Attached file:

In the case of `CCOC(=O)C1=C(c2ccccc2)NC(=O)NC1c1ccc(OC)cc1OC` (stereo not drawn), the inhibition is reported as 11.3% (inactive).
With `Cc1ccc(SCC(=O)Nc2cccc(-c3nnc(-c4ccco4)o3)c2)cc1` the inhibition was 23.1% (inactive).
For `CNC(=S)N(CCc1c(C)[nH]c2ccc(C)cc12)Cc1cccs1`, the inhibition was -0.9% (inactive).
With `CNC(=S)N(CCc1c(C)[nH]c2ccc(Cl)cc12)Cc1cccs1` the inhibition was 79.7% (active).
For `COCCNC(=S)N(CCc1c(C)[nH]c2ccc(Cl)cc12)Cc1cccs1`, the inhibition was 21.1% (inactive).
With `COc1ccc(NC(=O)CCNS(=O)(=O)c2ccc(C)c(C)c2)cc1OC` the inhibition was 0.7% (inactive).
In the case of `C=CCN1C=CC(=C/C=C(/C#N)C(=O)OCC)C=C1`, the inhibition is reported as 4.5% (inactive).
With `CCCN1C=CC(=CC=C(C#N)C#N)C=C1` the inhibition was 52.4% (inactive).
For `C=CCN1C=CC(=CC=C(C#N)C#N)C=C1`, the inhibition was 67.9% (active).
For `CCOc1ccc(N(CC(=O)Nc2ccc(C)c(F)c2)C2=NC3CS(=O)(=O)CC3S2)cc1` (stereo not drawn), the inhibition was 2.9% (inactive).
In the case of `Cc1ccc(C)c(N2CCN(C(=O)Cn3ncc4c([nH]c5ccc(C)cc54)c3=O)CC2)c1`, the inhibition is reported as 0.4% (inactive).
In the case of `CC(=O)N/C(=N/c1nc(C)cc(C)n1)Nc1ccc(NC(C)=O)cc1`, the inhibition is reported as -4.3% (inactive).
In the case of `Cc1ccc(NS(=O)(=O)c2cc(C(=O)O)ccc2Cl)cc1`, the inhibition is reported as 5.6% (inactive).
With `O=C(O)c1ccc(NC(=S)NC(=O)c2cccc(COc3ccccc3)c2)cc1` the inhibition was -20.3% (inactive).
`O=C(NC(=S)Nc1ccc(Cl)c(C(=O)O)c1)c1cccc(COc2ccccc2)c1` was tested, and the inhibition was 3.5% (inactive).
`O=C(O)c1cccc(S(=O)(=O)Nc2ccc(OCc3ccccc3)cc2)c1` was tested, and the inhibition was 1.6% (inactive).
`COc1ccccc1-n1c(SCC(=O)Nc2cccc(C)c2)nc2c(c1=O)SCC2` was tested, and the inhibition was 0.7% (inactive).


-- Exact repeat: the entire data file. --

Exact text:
In the case of `CCOC(=O)C1=C(c2ccccc2)NC(=O)NC1c1ccc(OC)cc1OC` (stereo not drawn), the inhibition is reported as 11.3% (inactive).
With `Cc1ccc(SCC(=O)Nc2cccc(-c3nnc(-c4ccco4)o3)c2)cc1` the inhibition was 23.1% (inactive).
For `CNC(=S)N(CCc1c(C)[nH]c2ccc(C)cc12)Cc1cccs1`, the inhibition was -0.9% (inactive).
With `CNC(=S)N(CCc1c(C)[nH]c2ccc(Cl)cc12)Cc1cccs1` the inhibition was 79.7% (active).
For `COCCNC(=S)N(CCc1c(C)[nH]c2ccc(Cl)cc12)Cc1cccs1`, the inhibition was 21.1% (inactive).
With `COc1ccc(NC(=O)CCNS(=O)(=O)c2ccc(C)c(C)c2)cc1OC` the inhibition was 0.7% (inactive).
In the case of `C=CCN1C=CC(=C/C=C(/C#N)C(=O)OCC)C=C1`, the inhibition is reported as 4.5% (inactive).
With `CCCN1C=CC(=CC=C(C#N)C#N)C=C1` the inhibition was 52.4% (inactive).
For `C=CCN1C=CC(=CC=C(C#N)C#N)C=C1`, the inhibition was 67.9% (active).
For `CCOc1ccc(N(CC(=O)Nc2ccc(C)c(F)c2)C2=NC3CS(=O)(=O)CC3S2)cc1` (stereo not drawn), the inhibition was 2.9% (inactive).
In the case of `Cc1ccc(C)c(N2CCN(C(=O)Cn3ncc4c([nH]c5ccc(C)cc54)c3=O)CC2)c1`, the inhibition is reported as 0.4% (inactive).
In the case of `CC(=O)N/C(=N/c1nc(C)cc(C)n1)Nc1ccc(NC(C)=O)cc1`, the inhibition is reported as -4.3% (inactive).
In the case of `Cc1ccc(NS(=O)(=O)c2cc(C(=O)O)ccc2Cl)cc1`, the inhibition is reported as 5.6% (inactive).
With `O=C(O)c1ccc(NC(=S)NC(=O)c2cccc(COc3ccccc3)c2)cc1` the inhibition was -20.3% (inactive).
`O=C(NC(=S)Nc1ccc(Cl)c(C(=O)O)c1)c1cccc(COc2ccccc2)c1` was tested, and the inhibition was 3.5% (inactive).
`O=C(O)c1cccc(S(=O)(=O)Nc2ccc(OCc3ccccc3)cc2)c1` was tested, and the inhibition was 1.6% (inactive).
`COc1ccccc1-n1c(SCC(=O)Nc2cccc(C)c2)nc2c(c1=O)SCC2` was tested, and the inhibition was 0.7% (inactive).